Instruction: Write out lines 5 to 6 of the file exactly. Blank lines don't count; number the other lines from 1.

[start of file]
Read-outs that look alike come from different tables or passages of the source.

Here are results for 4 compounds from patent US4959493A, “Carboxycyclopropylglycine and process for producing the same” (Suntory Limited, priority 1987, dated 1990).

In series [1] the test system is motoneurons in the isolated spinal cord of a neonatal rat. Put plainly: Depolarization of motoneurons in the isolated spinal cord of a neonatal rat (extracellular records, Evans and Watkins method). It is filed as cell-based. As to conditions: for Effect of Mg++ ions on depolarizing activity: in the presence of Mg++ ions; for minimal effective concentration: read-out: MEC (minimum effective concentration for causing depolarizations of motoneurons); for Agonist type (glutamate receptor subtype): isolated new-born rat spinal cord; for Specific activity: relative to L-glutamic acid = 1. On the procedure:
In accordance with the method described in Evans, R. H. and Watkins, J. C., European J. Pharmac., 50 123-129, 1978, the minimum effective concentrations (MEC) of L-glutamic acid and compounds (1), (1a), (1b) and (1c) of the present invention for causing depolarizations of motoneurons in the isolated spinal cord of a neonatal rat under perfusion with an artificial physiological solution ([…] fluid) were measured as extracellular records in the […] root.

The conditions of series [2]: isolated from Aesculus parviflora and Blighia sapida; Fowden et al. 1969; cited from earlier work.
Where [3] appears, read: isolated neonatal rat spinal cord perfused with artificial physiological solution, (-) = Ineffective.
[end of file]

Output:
The conditions of series [2]: isolated from Aesculus parviflora and Blighia sapida; Fowden et al. 1969; cited from earlier work.
Where [3] appears, read: isolated neonatal rat spinal cord perfused with artificial physiological solution, (-) = Ineffective.